• Unless the app requests special permissions (which must be agreed to at install time), an app does not have permission to talk to the parent site or site collection – furthermore, there is no permission possible which allows the client APIs talk to the parent web application or farm. [See Working with the app web, and why you should for more info on these points.]
  • Deep changes to the user site are not possible with an app – site definitions, branding, themes, most types of ribbon customization or link changes which would require a CustomAction are examples
  • Timer jobs are not possible within an app – within a SharePoint-hosted app, it’s difficult to see how any “scheduled processing” could ever be implemented. This is a key difference to an Azure or externally-hosted app (or single app component), which could either use the Azure Service Bus or even a scheduled task on a non-SharePoint server which calls into SharePoint using a client API
  • Custom field types are not possible within an app

User experience considerations

  • How will users obtain the app?
    • Will it be rolled out to all/selected sites automatically?
    • Will site owners/users with Full Control be responsible for obtaining the app from the App Catalog? (for this discussion we’ll assume the app will not be pushed to the public store)
  • For apps not automatically rolled out, could the app’s trust/capability requirements alarm some site owners and cause them to cancel app installation? (see later screenshots). If we haven’t educated them about this process, could it result in helpdesk calls?
  • Which of the user experience options will the app make use of?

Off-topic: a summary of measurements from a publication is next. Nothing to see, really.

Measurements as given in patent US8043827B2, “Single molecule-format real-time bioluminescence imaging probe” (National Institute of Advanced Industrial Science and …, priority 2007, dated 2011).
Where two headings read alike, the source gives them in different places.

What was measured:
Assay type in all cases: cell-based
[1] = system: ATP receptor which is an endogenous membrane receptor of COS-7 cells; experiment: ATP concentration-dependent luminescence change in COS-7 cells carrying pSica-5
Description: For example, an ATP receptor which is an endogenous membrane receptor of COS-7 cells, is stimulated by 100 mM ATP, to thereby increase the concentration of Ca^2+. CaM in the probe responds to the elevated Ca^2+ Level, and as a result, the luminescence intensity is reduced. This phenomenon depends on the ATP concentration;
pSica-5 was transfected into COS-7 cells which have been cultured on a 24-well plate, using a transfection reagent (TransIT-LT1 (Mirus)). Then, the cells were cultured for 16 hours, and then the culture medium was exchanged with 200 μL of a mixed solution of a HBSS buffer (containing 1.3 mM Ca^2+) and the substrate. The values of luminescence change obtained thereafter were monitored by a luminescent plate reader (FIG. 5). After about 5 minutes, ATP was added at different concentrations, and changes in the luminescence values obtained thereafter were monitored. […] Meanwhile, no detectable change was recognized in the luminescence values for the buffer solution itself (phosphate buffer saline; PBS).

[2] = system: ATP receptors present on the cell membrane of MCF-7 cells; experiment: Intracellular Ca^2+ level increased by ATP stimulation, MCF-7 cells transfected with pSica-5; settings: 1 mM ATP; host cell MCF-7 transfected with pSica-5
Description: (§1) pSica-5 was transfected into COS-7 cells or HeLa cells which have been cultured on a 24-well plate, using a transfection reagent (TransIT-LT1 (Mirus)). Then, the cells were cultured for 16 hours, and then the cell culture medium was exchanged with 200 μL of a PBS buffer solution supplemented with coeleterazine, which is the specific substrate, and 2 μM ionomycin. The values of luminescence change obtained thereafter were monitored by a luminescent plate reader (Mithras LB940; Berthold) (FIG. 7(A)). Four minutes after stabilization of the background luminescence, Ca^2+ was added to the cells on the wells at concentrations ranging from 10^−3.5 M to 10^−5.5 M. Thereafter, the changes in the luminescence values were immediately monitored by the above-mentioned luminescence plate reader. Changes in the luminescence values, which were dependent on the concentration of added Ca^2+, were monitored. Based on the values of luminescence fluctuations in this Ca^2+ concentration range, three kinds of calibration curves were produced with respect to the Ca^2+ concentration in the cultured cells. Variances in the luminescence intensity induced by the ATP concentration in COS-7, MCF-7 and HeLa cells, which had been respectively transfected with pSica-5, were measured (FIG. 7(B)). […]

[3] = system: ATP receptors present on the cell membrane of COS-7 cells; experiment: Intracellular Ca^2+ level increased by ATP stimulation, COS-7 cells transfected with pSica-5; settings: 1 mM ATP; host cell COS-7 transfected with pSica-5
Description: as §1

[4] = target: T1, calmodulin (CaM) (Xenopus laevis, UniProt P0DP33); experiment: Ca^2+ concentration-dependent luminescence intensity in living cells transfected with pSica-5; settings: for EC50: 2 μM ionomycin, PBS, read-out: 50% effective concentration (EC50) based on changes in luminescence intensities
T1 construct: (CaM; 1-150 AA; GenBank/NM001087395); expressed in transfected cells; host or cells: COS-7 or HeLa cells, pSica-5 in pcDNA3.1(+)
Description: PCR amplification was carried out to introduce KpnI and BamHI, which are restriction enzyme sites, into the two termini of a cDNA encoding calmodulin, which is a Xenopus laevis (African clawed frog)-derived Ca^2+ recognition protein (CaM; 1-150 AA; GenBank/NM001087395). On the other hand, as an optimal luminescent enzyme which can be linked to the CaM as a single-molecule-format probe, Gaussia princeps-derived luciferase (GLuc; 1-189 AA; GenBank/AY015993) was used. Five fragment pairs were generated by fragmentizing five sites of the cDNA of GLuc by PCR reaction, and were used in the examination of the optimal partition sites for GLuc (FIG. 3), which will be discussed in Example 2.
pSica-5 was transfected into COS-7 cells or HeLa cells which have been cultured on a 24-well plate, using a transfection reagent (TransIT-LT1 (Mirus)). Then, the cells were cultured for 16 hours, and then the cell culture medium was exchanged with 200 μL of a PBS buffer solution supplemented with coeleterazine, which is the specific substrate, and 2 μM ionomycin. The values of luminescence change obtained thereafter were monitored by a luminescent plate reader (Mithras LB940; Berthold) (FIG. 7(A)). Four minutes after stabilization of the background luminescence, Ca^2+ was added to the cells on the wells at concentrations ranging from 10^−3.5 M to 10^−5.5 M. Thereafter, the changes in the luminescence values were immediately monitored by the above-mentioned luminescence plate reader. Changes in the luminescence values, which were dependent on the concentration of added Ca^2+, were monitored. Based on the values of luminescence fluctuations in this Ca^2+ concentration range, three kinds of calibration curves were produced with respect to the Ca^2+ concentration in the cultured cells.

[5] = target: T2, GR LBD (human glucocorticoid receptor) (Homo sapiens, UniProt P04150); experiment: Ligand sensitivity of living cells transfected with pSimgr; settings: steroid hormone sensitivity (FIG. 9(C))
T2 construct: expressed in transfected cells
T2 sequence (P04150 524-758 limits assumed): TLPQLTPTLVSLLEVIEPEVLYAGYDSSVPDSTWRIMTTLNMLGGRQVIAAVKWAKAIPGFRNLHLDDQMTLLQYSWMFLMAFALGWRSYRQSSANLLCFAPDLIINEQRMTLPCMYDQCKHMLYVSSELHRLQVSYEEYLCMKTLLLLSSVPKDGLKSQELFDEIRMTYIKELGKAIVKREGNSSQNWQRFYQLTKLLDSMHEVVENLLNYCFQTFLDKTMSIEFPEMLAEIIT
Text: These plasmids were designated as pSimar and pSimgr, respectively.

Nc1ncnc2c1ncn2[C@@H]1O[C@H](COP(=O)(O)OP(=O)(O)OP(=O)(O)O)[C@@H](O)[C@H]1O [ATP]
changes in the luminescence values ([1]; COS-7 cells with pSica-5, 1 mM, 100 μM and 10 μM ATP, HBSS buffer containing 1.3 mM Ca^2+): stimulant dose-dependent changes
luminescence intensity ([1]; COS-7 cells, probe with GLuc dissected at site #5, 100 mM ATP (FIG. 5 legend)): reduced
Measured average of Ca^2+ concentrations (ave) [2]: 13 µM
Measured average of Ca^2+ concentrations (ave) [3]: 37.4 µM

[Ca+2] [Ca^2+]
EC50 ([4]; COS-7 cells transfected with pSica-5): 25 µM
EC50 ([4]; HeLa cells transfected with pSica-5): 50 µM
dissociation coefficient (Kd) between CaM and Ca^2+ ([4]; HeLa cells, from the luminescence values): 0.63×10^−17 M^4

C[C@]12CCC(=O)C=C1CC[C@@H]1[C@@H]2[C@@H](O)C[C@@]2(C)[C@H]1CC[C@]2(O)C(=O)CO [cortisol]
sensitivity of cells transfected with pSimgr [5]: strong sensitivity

• Navigation to separate SharePoint app web?
    • Navigation to external site which uses the chrome control? (note that this is only applicable if any app UI components are hosted externally to SharePoint)
    • App parts (ClientWebPart) which use an IFrame to bring app content into the host web ?
    • Navigation through a list item’s dropdown (Edit Control Block [ECB]) links, ribbon customizations
  • Does the separation of app and other site content work?
    • Could users be confused that (e.g.) a document library provisioned by your app cannot be found next to their other document libraries? (Remember that to find the app’s document library, they have to “enter” the app and be taken to the separate app web which contains it’s data/artifacts.)
With the above points in mind, let’s take a look at the user experience for site owners and end users.

The site owner experience – adding a SharePoint app

Apps can only be added by users with Full Control permission to the site (typically site owners only), so this process only applies to them. We’ll show obtaining an app from the App Catalog here, but remember site owners may also be able to purchase from the public store, if so configured.
  1. A site owner would navigate to the app “area” (‘Your Apps’) which shows apps published to the App Catalog and has a link to the public SharePoint Store. A site owner can get there either by using the link on the Site Actions menu:

    ContextMenu - AddApp
    ..or the link in the Site Contents page:

    SiteContents - AddApp